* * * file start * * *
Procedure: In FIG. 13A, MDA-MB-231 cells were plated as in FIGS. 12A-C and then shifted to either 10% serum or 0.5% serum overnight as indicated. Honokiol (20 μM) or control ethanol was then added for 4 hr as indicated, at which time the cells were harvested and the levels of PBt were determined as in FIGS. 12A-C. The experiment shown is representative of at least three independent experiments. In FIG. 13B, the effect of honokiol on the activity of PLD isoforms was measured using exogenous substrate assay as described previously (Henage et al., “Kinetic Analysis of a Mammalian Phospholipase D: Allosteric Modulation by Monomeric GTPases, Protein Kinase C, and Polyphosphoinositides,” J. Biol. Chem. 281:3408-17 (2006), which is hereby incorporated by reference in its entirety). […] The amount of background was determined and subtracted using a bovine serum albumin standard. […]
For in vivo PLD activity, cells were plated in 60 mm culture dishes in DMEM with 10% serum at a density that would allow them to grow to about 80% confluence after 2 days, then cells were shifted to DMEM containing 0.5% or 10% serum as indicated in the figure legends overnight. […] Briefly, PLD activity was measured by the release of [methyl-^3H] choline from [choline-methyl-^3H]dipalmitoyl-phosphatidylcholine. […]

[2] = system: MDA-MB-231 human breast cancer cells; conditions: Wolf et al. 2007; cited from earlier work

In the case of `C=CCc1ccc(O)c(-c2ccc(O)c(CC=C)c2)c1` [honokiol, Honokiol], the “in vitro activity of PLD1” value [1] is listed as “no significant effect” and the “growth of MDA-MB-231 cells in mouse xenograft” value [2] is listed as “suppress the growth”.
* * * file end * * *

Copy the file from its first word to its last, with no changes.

Procedure: In FIG. 13A, MDA-MB-231 cells were plated as in FIGS. 12A-C and then shifted to either 10% serum or 0.5% serum overnight as indicated. Honokiol (20 μM) or control ethanol was then added for 4 hr as indicated, at which time the cells were harvested and the levels of PBt were determined as in FIGS. 12A-C. The experiment shown is representative of at least three independent experiments. In FIG. 13B, the effect of honokiol on the activity of PLD isoforms was measured using exogenous substrate assay as described previously (Henage et al., “Kinetic Analysis of a Mammalian Phospholipase D: Allosteric Modulation by Monomeric GTPases, Protein Kinase C, and Polyphosphoinositides,” J. Biol. Chem. 281:3408-17 (2006), which is hereby incorporated by reference in its entirety). […] The amount of background was determined and subtracted using a bovine serum albumin standard. […]
For in vivo PLD activity, cells were plated in 60 mm culture dishes in DMEM with 10% serum at a density that would allow them to grow to about 80% confluence after 2 days, then cells were shifted to DMEM containing 0.5% or 10% serum as indicated in the figure legends overnight. […] Briefly, PLD activity was measured by the release of [methyl-^3H] choline from [choline-methyl-^3H]dipalmitoyl-phosphatidylcholine. […]

[2] = system: MDA-MB-231 human breast cancer cells; conditions: Wolf et al. 2007; cited from earlier work

In the case of `C=CCc1ccc(O)c(-c2ccc(O)c(CC=C)c2)c1` [honokiol, Honokiol], the “in vitro activity of PLD1” value [1] is listed as “no significant effect” and the “growth of MDA-MB-231 cells in mouse xenograft” value [2] is listed as “suppress the growth”.